Commercial Outputs

A number of economical by-products are obtained through InRim’s Continuous Pyrolysis Technology — a process that is typically carried out at temperatures of 500 – 700ºC. The products obtained include low levels of char (approximately 10% of feed volume), high-quality synthetic diesel, and cleaner burning syngas, along with significant levels of usable heat energy.

Crucial parameters for continuous pyrolysis include thermal decomposition temperature, heating rate, and residence time. Heating rates of the system can be varied depending on the waste stream. For example, if the rate is increased, biochar content is decreased. Likewise, Syngas, with temperatures between 500 – 700ºC, mainly comprises CO and CO2, but at higher temperatures, low concentrations of hydrocarbons are present. With an increased heating rate, other gases such as CH4 and C2H6 are also formed.


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Pyrolysis By-Products

Synthetic Diesel

Syn-oil is a high density, non-viscous fluid, having several different chemicals with a wide-ranging molecular weight distribution. After the final refining process, it can be used as a standard diesel replacement for energy generation or for general transport use. Uniquely, this technology creates approximately 10,000 litres of green diesel, to EN590 standards, every day through a single hybrid line — from just 20 tons of feedstock per day.


Syngas, or synthesis gas, is the name given to volatile gas that is created in the pyrolysis chamber and is a mixture that contains varying amounts of carbon monoxide and hydrogen. As syngas is combustible, it can be used for running power generation turbines. It can also supply all the plant’s power or be used in the diesel refining process.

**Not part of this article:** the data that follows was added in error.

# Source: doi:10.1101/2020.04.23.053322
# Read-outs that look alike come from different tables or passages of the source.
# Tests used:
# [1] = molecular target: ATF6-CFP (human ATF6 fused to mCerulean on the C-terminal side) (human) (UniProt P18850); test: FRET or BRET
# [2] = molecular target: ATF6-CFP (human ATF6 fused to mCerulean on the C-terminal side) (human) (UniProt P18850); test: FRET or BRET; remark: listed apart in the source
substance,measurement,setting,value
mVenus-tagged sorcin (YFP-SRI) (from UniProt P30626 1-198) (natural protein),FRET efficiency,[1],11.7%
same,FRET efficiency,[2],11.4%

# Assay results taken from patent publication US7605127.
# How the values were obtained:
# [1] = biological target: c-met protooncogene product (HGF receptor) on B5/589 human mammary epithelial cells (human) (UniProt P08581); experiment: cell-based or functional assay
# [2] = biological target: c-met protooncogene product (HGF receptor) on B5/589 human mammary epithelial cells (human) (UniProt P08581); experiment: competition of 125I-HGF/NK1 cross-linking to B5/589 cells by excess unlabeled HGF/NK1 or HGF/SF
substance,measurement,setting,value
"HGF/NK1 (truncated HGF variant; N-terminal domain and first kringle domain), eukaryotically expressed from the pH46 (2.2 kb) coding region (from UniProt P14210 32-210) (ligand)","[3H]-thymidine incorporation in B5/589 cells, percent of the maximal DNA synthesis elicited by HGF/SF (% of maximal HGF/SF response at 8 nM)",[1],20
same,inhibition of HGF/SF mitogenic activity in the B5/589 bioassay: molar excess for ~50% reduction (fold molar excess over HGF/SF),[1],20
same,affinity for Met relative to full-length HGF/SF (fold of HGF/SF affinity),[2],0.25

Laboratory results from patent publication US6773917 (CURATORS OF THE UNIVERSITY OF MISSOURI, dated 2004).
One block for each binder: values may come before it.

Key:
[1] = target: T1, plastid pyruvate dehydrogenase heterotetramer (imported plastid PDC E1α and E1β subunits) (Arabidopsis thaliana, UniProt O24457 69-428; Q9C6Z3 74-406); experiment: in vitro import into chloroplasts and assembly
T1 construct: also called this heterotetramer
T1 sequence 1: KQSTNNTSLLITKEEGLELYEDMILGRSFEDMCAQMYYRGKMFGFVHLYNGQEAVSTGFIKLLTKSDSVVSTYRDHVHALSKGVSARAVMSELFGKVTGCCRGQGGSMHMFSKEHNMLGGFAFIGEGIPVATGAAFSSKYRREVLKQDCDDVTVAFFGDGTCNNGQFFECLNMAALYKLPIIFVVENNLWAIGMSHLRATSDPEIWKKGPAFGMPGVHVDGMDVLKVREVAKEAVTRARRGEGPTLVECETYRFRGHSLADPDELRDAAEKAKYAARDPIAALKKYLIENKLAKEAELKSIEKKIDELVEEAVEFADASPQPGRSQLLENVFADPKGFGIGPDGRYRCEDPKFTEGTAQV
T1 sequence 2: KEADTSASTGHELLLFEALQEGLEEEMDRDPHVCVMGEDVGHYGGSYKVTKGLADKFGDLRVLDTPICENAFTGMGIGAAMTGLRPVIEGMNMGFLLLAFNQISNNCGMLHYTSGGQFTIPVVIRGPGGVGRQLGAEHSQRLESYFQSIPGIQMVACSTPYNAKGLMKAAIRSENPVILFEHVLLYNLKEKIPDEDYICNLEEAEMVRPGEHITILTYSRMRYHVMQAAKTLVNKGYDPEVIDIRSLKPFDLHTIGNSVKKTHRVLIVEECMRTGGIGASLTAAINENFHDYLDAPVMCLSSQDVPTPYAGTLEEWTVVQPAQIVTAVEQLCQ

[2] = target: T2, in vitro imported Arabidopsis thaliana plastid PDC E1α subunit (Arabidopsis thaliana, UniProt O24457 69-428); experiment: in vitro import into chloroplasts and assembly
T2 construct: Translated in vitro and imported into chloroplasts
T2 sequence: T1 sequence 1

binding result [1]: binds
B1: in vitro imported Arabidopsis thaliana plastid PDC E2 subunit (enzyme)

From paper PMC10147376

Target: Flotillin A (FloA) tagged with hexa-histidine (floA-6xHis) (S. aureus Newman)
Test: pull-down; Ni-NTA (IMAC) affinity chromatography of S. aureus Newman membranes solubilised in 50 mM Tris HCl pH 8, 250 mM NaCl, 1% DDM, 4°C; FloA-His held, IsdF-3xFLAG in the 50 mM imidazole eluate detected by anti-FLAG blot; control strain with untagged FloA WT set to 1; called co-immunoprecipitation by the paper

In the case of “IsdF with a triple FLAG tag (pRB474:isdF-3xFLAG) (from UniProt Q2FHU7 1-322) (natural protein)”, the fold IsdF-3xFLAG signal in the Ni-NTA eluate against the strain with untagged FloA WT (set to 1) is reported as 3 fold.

Electricity generated from an all-electricity plant, from 20 tons of waste per day, will supply up to 3.6MW of green renewable energy directly to the local electricity grid. Using the latest advances in power generation technology, both hybrid plants and all-electricity plants utilise waste-heat and pyrolysis gases to power a generator. As a result, we can maximise resources to create an excellent return on waste-to-power ratio.


A pyrolysis plant creates a small amount of biochar — a significant co-product of the pyrolysis process which has properties similar to coke. At 23 – 32 GJ per ton, pyrolysis biochar has a higher heating value than many grades of coal and is a CO2 neutral green fuel.

Biochar can be used as a substitute for other industrial fuels to produce the heat required for drying feedstock, and also to supply heat to the pyrolysis reactor. Alternatively, it can be fed into the boiler in pelletised form to generate further energy for electricity production.

Perhaps the most notable and significant use of biochar is that it can be added to agricultural soils for enhanced crop yields. The initiative has gained significant positive attention since it’s commencement. This addition also has the potential to gain carbon credits from active carbon sequestration. Biochar can aid in:

  • Nutrient retention and capture exchange capacity.
  • Efficient nutrient use.
  • Decreased soil acidity.
  • Decreased uptake of soil toxins.
  • Decreased release of non-CO2 greenhouse gases.
  • Improved soil structure.
  • Increased water-holding capacity.